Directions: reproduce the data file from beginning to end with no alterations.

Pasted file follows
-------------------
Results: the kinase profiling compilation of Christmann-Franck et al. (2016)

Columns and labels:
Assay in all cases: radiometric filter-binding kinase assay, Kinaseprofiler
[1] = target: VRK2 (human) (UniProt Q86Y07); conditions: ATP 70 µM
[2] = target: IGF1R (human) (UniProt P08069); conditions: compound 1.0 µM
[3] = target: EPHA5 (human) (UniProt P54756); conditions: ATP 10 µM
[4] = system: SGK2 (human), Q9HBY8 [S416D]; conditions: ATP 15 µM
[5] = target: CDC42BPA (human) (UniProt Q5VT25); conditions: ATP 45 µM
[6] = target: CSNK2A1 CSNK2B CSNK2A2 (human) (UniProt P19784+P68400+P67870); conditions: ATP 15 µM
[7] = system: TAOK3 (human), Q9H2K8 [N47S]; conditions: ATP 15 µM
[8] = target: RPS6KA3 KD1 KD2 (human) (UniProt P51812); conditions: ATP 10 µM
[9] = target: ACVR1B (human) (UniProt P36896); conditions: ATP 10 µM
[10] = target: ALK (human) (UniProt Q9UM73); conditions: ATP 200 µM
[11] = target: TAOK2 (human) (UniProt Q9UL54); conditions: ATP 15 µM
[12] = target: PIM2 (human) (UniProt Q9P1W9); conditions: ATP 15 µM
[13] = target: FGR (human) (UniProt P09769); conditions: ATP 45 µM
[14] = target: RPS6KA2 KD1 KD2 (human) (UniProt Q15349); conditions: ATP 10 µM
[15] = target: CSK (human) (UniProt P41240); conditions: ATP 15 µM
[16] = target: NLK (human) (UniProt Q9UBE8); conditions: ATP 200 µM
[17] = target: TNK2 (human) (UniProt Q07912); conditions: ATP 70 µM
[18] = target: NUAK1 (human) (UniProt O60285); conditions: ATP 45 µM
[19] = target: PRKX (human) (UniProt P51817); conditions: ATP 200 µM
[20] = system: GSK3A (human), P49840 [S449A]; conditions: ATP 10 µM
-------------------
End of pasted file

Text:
Results: the kinase profiling compilation of Christmann-Franck et al. (2016)

Columns and labels:
Assay in all cases: radiometric filter-binding kinase assay, Kinaseprofiler
[1] = target: VRK2 (human) (UniProt Q86Y07); conditions: ATP 70 µM
[2] = target: IGF1R (human) (UniProt P08069); conditions: compound 1.0 µM
[3] = target: EPHA5 (human) (UniProt P54756); conditions: ATP 10 µM
[4] = system: SGK2 (human), Q9HBY8 [S416D]; conditions: ATP 15 µM
[5] = target: CDC42BPA (human) (UniProt Q5VT25); conditions: ATP 45 µM
[6] = target: CSNK2A1 CSNK2B CSNK2A2 (human) (UniProt P19784+P68400+P67870); conditions: ATP 15 µM
[7] = system: TAOK3 (human), Q9H2K8 [N47S]; conditions: ATP 15 µM
[8] = target: RPS6KA3 KD1 KD2 (human) (UniProt P51812); conditions: ATP 10 µM
[9] = target: ACVR1B (human) (UniProt P36896); conditions: ATP 10 µM
[10] = target: ALK (human) (UniProt Q9UM73); conditions: ATP 200 µM
[11] = target: TAOK2 (human) (UniProt Q9UL54); conditions: ATP 15 µM
[12] = target: PIM2 (human) (UniProt Q9P1W9); conditions: ATP 15 µM
[13] = target: FGR (human) (UniProt P09769); conditions: ATP 45 µM
[14] = target: RPS6KA2 KD1 KD2 (human) (UniProt Q15349); conditions: ATP 10 µM
[15] = target: CSK (human) (UniProt P41240); conditions: ATP 15 µM
[16] = target: NLK (human) (UniProt Q9UBE8); conditions: ATP 200 µM
[17] = target: TNK2 (human) (UniProt Q07912); conditions: ATP 70 µM
[18] = target: NUAK1 (human) (UniProt O60285); conditions: ATP 45 µM
[19] = target: PRKX (human) (UniProt P51817); conditions: ATP 200 µM
[20] = system: GSK3A (human), P49840 [S449A]; conditions: ATP 10 µM